up. And with this you don’t need to squirt out much of the shower gel, it actually
lathers up very nicely. So we’re very, very happy with that. And we
also got a few other bits that we normally get as well. We did get a couple of shampoo
bars that we’ve already used before, and moisturising cream for Mum. But the biggest purchase during the month
was an order from Bensons For Beds. We went to visit their store back in August, and we
decided to place an order with them as a result of that. So I got a brand new double bed and
a mattress and some very comfy pillows. And Mum got a new mattress for her single bed
downstairs, because she didn’t need to get a new bed, just the mattress was adequate.
And she got some new pillows too. We got some new bedside tables as well, which are really nice.
They’ve got a really soft covering on them and a glass bit on the top. And it’s all really good quality stuff. It’s
an investment to buy a bed and a mattress and stuff, because they’ve gotta last you
for years, and they get lots of use out of them. So yeah, I’ve got a nice big new double
bed to spread out in now, which is lovely. It’s really, really comfortable. And then finally we got a freebie during the
month as well. Earlier in the year we bought a Victor Stream reader from Humanware, which
allows you to play talking books from the RNIB in DAISY format, and other MP3 books,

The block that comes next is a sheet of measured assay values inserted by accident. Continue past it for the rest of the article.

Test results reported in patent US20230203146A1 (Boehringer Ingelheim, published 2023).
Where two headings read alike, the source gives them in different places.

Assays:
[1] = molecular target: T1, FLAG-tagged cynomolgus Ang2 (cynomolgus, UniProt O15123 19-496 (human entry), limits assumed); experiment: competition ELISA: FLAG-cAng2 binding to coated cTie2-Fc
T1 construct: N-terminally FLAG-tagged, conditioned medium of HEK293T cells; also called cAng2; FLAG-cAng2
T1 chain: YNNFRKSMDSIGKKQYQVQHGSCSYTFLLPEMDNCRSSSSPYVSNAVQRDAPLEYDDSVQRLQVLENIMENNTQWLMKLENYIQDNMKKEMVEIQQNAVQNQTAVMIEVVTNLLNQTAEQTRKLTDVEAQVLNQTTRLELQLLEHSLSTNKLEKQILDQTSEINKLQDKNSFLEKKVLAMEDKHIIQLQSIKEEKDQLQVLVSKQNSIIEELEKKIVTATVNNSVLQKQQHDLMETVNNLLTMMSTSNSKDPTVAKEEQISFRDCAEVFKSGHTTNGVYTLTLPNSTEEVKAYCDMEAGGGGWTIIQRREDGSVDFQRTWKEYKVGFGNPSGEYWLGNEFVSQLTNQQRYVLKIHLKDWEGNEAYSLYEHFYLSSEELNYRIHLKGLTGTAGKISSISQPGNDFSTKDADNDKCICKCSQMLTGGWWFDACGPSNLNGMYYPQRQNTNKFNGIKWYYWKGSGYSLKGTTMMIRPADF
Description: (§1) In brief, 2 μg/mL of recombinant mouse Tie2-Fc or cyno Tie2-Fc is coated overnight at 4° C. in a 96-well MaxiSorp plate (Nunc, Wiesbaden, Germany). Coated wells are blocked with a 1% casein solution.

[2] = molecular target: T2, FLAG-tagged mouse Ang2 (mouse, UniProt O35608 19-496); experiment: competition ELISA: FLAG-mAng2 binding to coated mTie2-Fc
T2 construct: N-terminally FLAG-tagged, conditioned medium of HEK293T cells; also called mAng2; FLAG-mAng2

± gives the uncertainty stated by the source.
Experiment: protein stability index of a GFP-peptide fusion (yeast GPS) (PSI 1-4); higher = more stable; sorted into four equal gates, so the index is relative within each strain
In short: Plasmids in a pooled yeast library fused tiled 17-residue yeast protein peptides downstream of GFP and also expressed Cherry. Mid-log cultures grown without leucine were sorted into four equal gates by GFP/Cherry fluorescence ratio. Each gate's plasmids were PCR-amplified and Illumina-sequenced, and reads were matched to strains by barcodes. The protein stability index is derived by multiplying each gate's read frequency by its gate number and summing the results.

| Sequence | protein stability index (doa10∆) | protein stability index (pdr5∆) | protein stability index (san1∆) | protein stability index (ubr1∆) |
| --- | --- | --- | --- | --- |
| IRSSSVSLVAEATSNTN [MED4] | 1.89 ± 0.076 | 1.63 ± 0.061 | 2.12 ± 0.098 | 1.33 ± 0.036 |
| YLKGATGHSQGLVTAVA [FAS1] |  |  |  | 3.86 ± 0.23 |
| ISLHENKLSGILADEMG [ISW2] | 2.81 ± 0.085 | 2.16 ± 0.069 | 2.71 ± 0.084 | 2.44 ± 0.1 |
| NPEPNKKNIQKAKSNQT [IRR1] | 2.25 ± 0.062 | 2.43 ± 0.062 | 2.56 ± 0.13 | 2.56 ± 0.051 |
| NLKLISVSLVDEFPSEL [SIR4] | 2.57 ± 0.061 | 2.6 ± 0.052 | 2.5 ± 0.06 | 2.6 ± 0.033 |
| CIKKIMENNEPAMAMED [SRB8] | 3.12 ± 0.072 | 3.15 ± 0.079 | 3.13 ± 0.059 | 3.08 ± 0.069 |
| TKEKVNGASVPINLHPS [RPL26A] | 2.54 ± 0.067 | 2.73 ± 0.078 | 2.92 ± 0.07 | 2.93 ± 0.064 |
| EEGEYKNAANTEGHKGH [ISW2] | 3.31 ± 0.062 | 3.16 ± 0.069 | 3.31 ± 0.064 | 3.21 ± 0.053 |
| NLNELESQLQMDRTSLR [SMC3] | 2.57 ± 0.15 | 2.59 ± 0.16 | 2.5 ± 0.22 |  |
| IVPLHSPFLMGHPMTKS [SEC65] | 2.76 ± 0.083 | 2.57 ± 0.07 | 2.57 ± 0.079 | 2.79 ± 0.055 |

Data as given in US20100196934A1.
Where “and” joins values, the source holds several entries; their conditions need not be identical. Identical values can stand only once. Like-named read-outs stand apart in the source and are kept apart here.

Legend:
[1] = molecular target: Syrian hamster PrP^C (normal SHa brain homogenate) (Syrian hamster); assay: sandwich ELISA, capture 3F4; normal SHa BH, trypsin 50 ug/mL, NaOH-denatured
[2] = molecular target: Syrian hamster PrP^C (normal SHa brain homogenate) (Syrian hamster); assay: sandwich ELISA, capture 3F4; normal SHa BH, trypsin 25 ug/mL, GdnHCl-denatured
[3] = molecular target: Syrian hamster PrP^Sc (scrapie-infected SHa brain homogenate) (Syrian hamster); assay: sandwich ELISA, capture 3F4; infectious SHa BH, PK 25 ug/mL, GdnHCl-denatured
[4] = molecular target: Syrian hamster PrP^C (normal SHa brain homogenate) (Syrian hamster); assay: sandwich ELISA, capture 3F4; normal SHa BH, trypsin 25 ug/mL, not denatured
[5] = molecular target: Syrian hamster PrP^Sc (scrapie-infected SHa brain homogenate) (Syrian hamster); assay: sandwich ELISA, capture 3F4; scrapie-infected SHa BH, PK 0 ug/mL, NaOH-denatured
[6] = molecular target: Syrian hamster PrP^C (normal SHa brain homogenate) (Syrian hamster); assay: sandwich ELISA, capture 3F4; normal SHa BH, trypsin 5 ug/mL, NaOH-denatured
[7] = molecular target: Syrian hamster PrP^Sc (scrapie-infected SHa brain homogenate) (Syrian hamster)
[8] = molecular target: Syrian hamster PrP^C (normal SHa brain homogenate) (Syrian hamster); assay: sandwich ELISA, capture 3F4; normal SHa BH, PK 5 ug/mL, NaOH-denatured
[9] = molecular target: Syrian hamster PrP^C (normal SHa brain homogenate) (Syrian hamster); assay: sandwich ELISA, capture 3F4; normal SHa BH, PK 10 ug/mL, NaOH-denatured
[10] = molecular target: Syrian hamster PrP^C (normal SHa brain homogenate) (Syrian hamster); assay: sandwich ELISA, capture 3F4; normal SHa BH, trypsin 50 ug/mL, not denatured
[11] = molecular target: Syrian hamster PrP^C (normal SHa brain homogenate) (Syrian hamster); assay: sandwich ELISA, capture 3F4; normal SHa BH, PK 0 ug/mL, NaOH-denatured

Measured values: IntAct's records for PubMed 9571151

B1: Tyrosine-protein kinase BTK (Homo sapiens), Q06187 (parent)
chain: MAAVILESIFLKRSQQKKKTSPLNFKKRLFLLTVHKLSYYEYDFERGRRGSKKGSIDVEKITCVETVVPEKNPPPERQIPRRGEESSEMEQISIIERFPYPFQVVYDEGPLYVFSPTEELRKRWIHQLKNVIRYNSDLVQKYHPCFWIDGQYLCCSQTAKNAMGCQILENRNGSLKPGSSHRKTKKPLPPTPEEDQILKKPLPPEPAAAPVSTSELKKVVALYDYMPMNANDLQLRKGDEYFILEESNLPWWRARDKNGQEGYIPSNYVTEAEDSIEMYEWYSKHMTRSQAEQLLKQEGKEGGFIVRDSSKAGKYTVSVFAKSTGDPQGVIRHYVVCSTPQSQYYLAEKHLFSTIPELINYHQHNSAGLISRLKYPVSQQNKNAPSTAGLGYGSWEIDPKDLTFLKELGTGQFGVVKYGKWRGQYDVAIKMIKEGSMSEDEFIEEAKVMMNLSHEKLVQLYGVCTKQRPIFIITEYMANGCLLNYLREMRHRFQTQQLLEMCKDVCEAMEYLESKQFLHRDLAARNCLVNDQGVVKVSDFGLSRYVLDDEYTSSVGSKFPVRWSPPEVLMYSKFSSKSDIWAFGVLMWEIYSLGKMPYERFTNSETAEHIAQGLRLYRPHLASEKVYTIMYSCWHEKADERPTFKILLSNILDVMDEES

and internet radio, and podcasts, and stuff like that. So we bought that, and we filled in a customer
satisfaction survey at the time that they email you round, and
thought nothing more of it. And then Mum got a call from Humanware saying
“Because you filled out the survey, you were entered into our quarterly prize draw,
and you’ve won!” So that was a big surprise. And she was offered
either a portable video magnifier, which is no good to her as she can’t see and I’m not
gonna use one, or a free Victor Reader Stream. And Mum went for the free Victor Reader Stream
because why not? Yes, she’s already got one, but having a second one is handy. Especially
as Mum’s audiobooks are actually spread across two 32 gigabyte memory cards, so that’s how
many audiobooks she’s got! She can now have one machine for each of her cards, so that’s
great. And if one machine breaks down, she’s got the other one as a spare. So we got a free Victor Reader Stream in the post,
which was great. A lovely way to end the month And on that surprising and happy note,
I’m going to leave it there for this month. As you’ve seen, there’s been plenty going on.
Despite the lack of an abseil there was still plenty to enjoy and get involved with as per
usual. I’m always keeping myself busy. Fingers crossed for the abseil on the 21st of
October. And please do keep donating towards it, because I’m all geared up for it now.
So I’m really keen to get it out of the way, but obviously nervous about it as well. So every bit of support you can give
in these extra few weeks will be very, very much appreciated. This is the perfect chance to
get even more money raised. So thank you for watching this favourites video,
I hope you enjoyed it and found it interesting. And I will see you for another video
very, very soon. Bye! [Acoustic guitar outro music]